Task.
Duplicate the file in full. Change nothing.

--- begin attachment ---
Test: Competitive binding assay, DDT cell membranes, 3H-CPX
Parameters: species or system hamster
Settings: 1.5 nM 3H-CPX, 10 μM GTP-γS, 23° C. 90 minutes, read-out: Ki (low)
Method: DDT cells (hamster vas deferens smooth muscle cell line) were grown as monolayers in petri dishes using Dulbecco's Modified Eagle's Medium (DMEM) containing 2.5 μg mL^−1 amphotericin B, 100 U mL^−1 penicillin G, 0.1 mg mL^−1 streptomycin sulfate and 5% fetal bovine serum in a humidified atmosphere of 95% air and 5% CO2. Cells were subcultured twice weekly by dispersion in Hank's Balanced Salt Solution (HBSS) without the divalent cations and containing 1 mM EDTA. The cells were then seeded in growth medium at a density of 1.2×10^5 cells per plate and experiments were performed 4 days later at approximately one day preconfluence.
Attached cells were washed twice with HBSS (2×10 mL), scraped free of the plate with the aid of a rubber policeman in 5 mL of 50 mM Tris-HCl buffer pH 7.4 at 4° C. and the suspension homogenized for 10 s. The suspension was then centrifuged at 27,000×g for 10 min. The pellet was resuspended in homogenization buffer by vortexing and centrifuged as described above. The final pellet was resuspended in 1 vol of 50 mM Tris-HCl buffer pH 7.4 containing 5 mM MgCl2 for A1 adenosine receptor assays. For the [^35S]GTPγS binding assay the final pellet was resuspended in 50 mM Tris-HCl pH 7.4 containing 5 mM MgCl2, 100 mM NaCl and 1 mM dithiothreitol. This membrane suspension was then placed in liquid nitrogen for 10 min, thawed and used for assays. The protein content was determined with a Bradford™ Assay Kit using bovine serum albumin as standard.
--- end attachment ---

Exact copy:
Test: Competitive binding assay, DDT cell membranes, 3H-CPX
Parameters: species or system hamster
Settings: 1.5 nM 3H-CPX, 10 μM GTP-γS, 23° C. 90 minutes, read-out: Ki (low)
Method: DDT cells (hamster vas deferens smooth muscle cell line) were grown as monolayers in petri dishes using Dulbecco's Modified Eagle's Medium (DMEM) containing 2.5 μg mL^−1 amphotericin B, 100 U mL^−1 penicillin G, 0.1 mg mL^−1 streptomycin sulfate and 5% fetal bovine serum in a humidified atmosphere of 95% air and 5% CO2. Cells were subcultured twice weekly by dispersion in Hank's Balanced Salt Solution (HBSS) without the divalent cations and containing 1 mM EDTA. The cells were then seeded in growth medium at a density of 1.2×10^5 cells per plate and experiments were performed 4 days later at approximately one day preconfluence.
Attached cells were washed twice with HBSS (2×10 mL), scraped free of the plate with the aid of a rubber policeman in 5 mL of 50 mM Tris-HCl buffer pH 7.4 at 4° C. and the suspension homogenized for 10 s. The suspension was then centrifuged at 27,000×g for 10 min. The pellet was resuspended in homogenization buffer by vortexing and centrifuged as described above. The final pellet was resuspended in 1 vol of 50 mM Tris-HCl buffer pH 7.4 containing 5 mM MgCl2 for A1 adenosine receptor assays. For the [^35S]GTPγS binding assay the final pellet was resuspended in 50 mM Tris-HCl pH 7.4 containing 5 mM MgCl2, 100 mM NaCl and 1 mM dithiothreitol. This membrane suspension was then placed in liquid nitrogen for 10 min, thawed and used for assays. The protein content was determined with a Bradford™ Assay Kit using bovine serum albumin as standard.